How to be an Extra

What Is An Extra?

An Extra or Background Actor is a person hired by the production to make each scene come to life in a realistic way. You may be a “featured” extra as a secretary in an office or you may be an extra in a crowd scene at a concert or a student in a cafeteria scene. ALL are important and ALL are needed. There are MANY opportunities to work as an extra in Baton Rouge. Follow the guidelines below to get started.

Getting Started

  • Have pictures of yourself ready

Be aware that the digital photo that you submit may determine if you are selected for an extras role, i.e., send a candid photo that fits the part and make sure that it is recent. They want to know what you look like now. You should send a close-up or “headshot” and a full-length shot. The digital photo should be 50-500 kilobytes.

  • Have your basic measurements ready

This includes your height, weight, shirt size, pant size, and shoe size. Ladies can include dress size as well.

  • Get your info to casting directors

Many casting directors have their own websites. You can email or fax your photos and measurements, or fill out an application. The websites may include information on what films are currently being cast. After signing up with these websites, check back regularly, as new movies begin casting all of the time. Here are some of the websites:

◦ RPM Casting

◦ Caballero Casting

◦ Coulon Casting

◦ Glorioso Casting

◦ MyCastingFile

◦ Central Casting

  • Apply to specific films that are currently shooting

When emailing a specific film always put “Extras Casting” in the subject line and when calling, always ask to speak with “Extras Casting.” Additional casting call information can be found on Facebook. Follow the Baton Rouge Film Commission on Facebook and visit our web page. Also, follow these groups on Facebook: Baton Rouge Film Peeps, The Holding Tent, Gulf South Actors, Gulf South Entertainment Professionals and CastingCarpool.

How to Conduct Yourself on Set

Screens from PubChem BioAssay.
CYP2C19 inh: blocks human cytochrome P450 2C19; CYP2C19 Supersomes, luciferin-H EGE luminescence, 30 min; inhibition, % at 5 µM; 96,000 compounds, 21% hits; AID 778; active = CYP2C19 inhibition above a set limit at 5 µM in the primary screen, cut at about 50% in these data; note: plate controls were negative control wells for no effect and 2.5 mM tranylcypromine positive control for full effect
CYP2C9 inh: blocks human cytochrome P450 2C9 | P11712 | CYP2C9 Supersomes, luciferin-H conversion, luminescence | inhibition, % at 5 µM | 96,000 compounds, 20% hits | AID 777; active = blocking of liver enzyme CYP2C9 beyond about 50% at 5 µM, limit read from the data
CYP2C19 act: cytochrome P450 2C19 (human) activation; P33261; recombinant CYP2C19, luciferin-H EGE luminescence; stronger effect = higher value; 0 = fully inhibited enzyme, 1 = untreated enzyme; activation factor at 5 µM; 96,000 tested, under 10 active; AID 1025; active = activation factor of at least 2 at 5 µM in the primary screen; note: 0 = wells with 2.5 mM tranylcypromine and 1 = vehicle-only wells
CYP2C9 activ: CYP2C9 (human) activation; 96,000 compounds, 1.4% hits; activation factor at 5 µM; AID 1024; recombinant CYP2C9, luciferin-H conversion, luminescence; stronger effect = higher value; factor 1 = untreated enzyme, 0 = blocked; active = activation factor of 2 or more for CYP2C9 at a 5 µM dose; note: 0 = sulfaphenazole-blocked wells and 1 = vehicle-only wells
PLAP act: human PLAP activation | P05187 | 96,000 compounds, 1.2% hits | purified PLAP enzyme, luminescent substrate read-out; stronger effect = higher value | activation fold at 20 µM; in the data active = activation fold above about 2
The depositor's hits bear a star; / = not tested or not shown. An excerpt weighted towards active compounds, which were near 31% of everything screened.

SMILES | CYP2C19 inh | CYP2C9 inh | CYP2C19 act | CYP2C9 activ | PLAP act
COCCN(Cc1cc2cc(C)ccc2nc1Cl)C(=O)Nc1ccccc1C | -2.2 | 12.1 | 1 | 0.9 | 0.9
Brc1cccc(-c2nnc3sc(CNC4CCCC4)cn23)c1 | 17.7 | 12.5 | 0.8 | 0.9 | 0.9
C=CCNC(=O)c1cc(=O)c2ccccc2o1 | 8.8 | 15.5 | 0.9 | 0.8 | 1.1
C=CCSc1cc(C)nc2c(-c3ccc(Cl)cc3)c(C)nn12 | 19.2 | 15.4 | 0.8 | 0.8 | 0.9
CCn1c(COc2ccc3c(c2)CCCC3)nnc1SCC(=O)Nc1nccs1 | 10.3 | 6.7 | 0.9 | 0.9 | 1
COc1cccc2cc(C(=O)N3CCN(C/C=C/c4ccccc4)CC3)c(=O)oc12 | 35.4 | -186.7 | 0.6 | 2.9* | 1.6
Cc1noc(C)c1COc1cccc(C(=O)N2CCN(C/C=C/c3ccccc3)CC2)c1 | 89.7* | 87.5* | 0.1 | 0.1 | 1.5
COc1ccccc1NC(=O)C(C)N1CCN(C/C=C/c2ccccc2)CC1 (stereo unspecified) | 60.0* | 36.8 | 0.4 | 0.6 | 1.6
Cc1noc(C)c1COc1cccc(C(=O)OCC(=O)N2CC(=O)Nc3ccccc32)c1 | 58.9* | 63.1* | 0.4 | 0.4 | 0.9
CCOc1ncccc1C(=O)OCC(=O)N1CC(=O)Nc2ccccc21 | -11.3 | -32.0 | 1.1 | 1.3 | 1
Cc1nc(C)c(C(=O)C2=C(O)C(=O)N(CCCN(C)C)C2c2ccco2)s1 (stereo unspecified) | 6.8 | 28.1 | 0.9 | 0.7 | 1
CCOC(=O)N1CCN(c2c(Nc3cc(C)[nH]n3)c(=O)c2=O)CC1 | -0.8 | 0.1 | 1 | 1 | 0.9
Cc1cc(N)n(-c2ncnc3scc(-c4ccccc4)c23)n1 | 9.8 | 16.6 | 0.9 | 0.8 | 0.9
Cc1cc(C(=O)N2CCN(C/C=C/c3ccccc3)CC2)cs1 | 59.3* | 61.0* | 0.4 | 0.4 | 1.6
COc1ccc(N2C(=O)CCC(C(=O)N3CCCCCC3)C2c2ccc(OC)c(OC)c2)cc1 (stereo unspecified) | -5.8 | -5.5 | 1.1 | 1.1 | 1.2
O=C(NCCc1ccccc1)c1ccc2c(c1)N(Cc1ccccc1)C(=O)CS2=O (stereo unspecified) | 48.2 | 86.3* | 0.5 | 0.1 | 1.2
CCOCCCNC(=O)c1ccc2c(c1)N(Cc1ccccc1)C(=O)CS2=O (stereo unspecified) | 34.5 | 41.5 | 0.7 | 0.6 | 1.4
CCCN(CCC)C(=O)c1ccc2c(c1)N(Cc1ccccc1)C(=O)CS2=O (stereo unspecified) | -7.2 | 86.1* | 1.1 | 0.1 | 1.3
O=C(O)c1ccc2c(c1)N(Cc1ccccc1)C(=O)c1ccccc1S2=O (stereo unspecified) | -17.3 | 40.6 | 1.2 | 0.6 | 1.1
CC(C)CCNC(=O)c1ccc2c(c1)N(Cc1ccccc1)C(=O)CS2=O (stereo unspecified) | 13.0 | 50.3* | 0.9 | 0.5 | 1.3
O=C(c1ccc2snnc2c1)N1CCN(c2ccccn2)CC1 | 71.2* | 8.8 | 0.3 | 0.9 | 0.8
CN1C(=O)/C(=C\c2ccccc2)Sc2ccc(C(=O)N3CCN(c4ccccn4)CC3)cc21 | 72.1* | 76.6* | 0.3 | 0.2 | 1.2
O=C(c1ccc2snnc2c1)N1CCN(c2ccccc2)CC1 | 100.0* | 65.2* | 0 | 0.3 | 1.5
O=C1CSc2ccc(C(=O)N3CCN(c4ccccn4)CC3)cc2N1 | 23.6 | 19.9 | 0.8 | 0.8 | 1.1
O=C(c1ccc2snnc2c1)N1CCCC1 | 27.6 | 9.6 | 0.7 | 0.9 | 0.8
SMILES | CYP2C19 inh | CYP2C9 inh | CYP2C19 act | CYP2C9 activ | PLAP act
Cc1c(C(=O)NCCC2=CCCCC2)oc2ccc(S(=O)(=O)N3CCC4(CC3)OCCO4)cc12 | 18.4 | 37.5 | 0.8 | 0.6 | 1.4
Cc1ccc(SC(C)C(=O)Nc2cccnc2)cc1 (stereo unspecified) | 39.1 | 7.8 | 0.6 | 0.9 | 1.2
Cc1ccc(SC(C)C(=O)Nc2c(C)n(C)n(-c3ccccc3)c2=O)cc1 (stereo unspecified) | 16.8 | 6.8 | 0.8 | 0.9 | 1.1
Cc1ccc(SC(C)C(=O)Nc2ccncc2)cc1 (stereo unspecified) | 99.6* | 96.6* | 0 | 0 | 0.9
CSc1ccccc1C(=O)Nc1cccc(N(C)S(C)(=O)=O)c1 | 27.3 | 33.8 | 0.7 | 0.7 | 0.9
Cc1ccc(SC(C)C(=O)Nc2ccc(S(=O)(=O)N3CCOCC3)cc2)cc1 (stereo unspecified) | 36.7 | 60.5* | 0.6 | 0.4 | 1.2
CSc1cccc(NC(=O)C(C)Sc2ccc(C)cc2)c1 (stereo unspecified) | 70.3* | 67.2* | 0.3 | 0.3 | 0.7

• This is a Job

Alway remember that this is a job that demands a professional attitude at all times. Be on time, be respectful and be flexible. No friends or family should accompany you. If you are a minor, one guardian should accompany you. Be prepared for a long day even if Casting tells you it’s only going to be a few hours; you are booked for the entire day. Casting relies on the Assistant Directors for schedule details and those details can change at anytime in the middle of shooting.

  • Listen to the Assistant Directors

The AD Department is responsible for making sure everything on set happens in a timely manner. They will guide you from place to place and give you cues such as-

“Background action!” This is your cue to begin walking, jumping, or doing whatever activity you’ve been directed to do.

“Cut!” This is everyone’s cue to stop. Sometimes it isn’t always clearly said, so MAKE SURE cut has been called before you break character by stopping your assigned activity.

“Back to one.” This is your cue to return to your original position or “one.”

“Quiet on the set!” or “Quiet all around!” Means exactly what it says. Be as quiet as possible!

“Watch your back” or “Points!” Be aware that you may be in the way as they bring in equipment or camera.

  • Hurry Up and Wait

As soon as you show up, you may be escorted to Wardrobe and sometimes Makeup. Afterwards, you may be waiting in holding for several hours. Since waiting is a big part of the job, always bring something to read or do quietly. However, do not bring any valuables. You may also want to bring a snack.

  • Do Not Disturb the Principle Actors

If they are on set, they are at work. As a general rule, don’t speak to them unless they speak with you first. Remember that you both have the same professional goal to make the movie as efficiently as possible.

  • Avoid Wandering on Set Or Leaving

There will be a designated area, “Extras Holding” for you to sit and wait. Stay put! If you must leave the designated area, whether it’s going to your car or going to the bathroom, tell the extras wrangler or a PA. When you are released, you will check out with an AD and he or she will give you a copy of the signed voucher that will be your evidence of work.

  • Never Look at the Camera During Filming

  • Park in the Right Place

  • Eat before you show up

Sometimes, snacks or a meal may be served upon arrival, but productions are only required to provide you with food about every six hours.

The Baton Rouge Film Commission does not do any casting. Please do not send photos or resumes to the office, we do not keep them on file.